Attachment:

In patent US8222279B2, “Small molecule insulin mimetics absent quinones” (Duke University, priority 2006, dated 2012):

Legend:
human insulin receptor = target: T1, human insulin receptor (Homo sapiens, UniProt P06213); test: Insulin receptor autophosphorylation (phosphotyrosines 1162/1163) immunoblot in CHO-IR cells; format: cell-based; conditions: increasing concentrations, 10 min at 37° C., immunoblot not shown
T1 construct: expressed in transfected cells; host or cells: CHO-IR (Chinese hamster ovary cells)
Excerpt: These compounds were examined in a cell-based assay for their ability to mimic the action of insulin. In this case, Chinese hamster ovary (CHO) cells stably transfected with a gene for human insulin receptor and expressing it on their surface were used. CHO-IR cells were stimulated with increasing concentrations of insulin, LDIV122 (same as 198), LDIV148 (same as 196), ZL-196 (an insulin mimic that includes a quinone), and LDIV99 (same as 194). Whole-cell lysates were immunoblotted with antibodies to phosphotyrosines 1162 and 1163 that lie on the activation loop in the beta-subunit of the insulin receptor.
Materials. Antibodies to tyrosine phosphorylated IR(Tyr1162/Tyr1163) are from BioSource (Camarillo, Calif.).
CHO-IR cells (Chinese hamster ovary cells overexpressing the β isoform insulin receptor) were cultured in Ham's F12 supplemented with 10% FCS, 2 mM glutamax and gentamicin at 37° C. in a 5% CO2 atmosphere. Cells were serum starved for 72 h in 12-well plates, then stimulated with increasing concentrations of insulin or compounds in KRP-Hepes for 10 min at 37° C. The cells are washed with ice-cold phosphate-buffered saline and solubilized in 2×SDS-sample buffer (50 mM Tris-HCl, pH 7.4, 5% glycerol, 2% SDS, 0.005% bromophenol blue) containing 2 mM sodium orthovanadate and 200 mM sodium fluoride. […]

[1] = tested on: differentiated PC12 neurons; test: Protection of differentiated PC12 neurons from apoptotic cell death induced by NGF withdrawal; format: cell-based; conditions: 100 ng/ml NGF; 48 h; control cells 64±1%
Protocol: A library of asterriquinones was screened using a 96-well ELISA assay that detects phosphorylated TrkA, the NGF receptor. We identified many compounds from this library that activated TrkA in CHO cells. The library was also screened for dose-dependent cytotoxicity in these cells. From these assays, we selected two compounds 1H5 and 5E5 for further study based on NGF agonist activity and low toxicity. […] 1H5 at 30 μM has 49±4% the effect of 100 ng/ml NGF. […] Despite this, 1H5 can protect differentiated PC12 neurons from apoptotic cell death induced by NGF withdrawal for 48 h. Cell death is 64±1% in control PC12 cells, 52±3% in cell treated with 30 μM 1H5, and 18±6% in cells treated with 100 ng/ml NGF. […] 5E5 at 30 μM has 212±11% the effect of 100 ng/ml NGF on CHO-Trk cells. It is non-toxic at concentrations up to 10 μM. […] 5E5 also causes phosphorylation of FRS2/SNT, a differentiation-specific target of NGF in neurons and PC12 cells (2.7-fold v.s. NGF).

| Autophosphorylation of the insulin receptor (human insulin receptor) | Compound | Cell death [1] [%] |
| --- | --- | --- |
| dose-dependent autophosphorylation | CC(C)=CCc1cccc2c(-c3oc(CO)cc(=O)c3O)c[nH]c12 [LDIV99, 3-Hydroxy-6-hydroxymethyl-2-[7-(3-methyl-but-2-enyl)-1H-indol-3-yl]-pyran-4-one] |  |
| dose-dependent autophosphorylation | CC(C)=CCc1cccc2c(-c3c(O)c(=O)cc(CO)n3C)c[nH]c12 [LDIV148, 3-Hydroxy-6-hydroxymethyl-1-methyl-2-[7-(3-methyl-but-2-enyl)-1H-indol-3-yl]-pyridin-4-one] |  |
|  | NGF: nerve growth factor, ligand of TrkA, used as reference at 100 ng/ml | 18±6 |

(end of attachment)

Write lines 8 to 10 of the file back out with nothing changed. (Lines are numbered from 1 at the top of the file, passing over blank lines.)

[1] = tested on: differentiated PC12 neurons; test: Protection of differentiated PC12 neurons from apoptotic cell death induced by NGF withdrawal; format: cell-based; conditions: 100 ng/ml NGF; 48 h; control cells 64±1%
Protocol: A library of asterriquinones was screened using a 96-well ELISA assay that detects phosphorylated TrkA, the NGF receptor. We identified many compounds from this library that activated TrkA in CHO cells. The library was also screened for dose-dependent cytotoxicity in these cells. From these assays, we selected two compounds 1H5 and 5E5 for further study based on NGF agonist activity and low toxicity. […] 1H5 at 30 μM has 49±4% the effect of 100 ng/ml NGF. […] Despite this, 1H5 can protect differentiated PC12 neurons from apoptotic cell death induced by NGF withdrawal for 48 h. Cell death is 64±1% in control PC12 cells, 52±3% in cell treated with 30 μM 1H5, and 18±6% in cells treated with 100 ng/ml NGF. […] 5E5 at 30 μM has 212±11% the effect of 100 ng/ml NGF on CHO-Trk cells. It is non-toxic at concentrations up to 10 μM. […] 5E5 also causes phosphorylation of FRS2/SNT, a differentiation-specific target of NGF in neurons and PC12 cells (2.7-fold v.s. NGF).

| Autophosphorylation of the insulin receptor (human insulin receptor) | Compound | Cell death [1] [%] |